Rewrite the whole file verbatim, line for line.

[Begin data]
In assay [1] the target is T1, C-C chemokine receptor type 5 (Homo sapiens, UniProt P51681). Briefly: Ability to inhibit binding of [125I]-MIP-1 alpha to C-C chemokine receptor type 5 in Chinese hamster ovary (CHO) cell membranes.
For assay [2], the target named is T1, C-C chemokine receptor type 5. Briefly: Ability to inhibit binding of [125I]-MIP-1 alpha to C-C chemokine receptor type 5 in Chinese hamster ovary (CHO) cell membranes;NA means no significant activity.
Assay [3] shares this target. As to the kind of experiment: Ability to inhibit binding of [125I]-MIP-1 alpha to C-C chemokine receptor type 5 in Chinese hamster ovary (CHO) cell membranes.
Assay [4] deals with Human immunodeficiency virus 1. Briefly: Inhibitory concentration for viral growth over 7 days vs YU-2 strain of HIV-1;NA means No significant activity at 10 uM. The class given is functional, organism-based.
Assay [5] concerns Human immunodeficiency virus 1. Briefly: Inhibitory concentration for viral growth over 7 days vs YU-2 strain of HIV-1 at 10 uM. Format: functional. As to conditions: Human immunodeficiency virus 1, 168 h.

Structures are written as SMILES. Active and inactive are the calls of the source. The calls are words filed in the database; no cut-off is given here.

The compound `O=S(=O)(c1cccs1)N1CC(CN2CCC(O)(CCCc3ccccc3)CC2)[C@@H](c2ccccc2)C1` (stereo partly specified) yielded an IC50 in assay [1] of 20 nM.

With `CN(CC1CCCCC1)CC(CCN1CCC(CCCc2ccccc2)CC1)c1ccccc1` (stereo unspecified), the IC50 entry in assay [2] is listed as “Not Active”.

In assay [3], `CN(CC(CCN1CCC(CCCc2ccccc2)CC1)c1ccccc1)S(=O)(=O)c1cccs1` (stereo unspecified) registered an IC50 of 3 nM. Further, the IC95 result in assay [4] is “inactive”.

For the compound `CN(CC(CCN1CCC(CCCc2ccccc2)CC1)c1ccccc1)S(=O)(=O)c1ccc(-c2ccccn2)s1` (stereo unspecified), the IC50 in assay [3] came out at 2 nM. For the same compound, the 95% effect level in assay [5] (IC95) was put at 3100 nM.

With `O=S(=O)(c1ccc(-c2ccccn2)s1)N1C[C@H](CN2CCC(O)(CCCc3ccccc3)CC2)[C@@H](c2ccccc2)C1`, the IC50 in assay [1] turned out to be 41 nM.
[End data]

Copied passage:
In assay [1] the target is T1, C-C chemokine receptor type 5 (Homo sapiens, UniProt P51681). Briefly: Ability to inhibit binding of [125I]-MIP-1 alpha to C-C chemokine receptor type 5 in Chinese hamster ovary (CHO) cell membranes.
For assay [2], the target named is T1, C-C chemokine receptor type 5. Briefly: Ability to inhibit binding of [125I]-MIP-1 alpha to C-C chemokine receptor type 5 in Chinese hamster ovary (CHO) cell membranes;NA means no significant activity.
Assay [3] shares this target. As to the kind of experiment: Ability to inhibit binding of [125I]-MIP-1 alpha to C-C chemokine receptor type 5 in Chinese hamster ovary (CHO) cell membranes.
Assay [4] deals with Human immunodeficiency virus 1. Briefly: Inhibitory concentration for viral growth over 7 days vs YU-2 strain of HIV-1;NA means No significant activity at 10 uM. The class given is functional, organism-based.
Assay [5] concerns Human immunodeficiency virus 1. Briefly: Inhibitory concentration for viral growth over 7 days vs YU-2 strain of HIV-1 at 10 uM. Format: functional. As to conditions: Human immunodeficiency virus 1, 168 h.

Structures are written as SMILES. Active and inactive are the calls of the source. The calls are words filed in the database; no cut-off is given here.

The compound `O=S(=O)(c1cccs1)N1CC(CN2CCC(O)(CCCc3ccccc3)CC2)[C@@H](c2ccccc2)C1` (stereo partly specified) yielded an IC50 in assay [1] of 20 nM.

With `CN(CC1CCCCC1)CC(CCN1CCC(CCCc2ccccc2)CC1)c1ccccc1` (stereo unspecified), the IC50 entry in assay [2] is listed as “Not Active”.

In assay [3], `CN(CC(CCN1CCC(CCCc2ccccc2)CC1)c1ccccc1)S(=O)(=O)c1cccs1` (stereo unspecified) registered an IC50 of 3 nM. Further, the IC95 result in assay [4] is “inactive”.

For the compound `CN(CC(CCN1CCC(CCCc2ccccc2)CC1)c1ccccc1)S(=O)(=O)c1ccc(-c2ccccn2)s1` (stereo unspecified), the IC50 in assay [3] came out at 2 nM. For the same compound, the 95% effect level in assay [5] (IC95) was put at 3100 nM.

With `O=S(=O)(c1ccc(-c2ccccn2)s1)N1C[C@H](CN2CCC(O)(CCCc3ccccc3)CC2)[C@@H](c2ccccc2)C1`, the IC50 in assay [1] turned out to be 41 nM.